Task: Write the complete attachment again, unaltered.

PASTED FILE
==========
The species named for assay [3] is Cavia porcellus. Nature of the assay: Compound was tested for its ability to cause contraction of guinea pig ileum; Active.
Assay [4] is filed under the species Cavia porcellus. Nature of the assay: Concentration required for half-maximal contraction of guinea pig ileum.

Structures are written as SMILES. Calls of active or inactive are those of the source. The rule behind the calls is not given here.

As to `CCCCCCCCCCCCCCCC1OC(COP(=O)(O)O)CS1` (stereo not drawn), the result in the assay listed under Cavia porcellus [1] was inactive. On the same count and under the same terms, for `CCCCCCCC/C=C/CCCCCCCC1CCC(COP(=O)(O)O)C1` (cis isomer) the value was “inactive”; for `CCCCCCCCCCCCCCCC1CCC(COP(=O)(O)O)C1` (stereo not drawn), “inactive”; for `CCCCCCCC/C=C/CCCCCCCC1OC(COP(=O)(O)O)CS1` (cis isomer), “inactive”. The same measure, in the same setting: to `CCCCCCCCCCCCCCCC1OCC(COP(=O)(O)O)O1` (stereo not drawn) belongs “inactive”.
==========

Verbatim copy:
The species named for assay [3] is Cavia porcellus. Nature of the assay: Compound was tested for its ability to cause contraction of guinea pig ileum; Active.
Assay [4] is filed under the species Cavia porcellus. Nature of the assay: Concentration required for half-maximal contraction of guinea pig ileum.

Structures are written as SMILES. Calls of active or inactive are those of the source. The rule behind the calls is not given here.

As to `CCCCCCCCCCCCCCCC1OC(COP(=O)(O)O)CS1` (stereo not drawn), the result in the assay listed under Cavia porcellus [1] was inactive. On the same count and under the same terms, for `CCCCCCCC/C=C/CCCCCCCC1CCC(COP(=O)(O)O)C1` (cis isomer) the value was “inactive”; for `CCCCCCCCCCCCCCCC1CCC(COP(=O)(O)O)C1` (stereo not drawn), “inactive”; for `CCCCCCCC/C=C/CCCCCCCC1OC(COP(=O)(O)O)CS1` (cis isomer), “inactive”. The same measure, in the same setting: to `CCCCCCCCCCCCCCCC1OCC(COP(=O)(O)O)O1` (stereo not drawn) belongs “inactive”.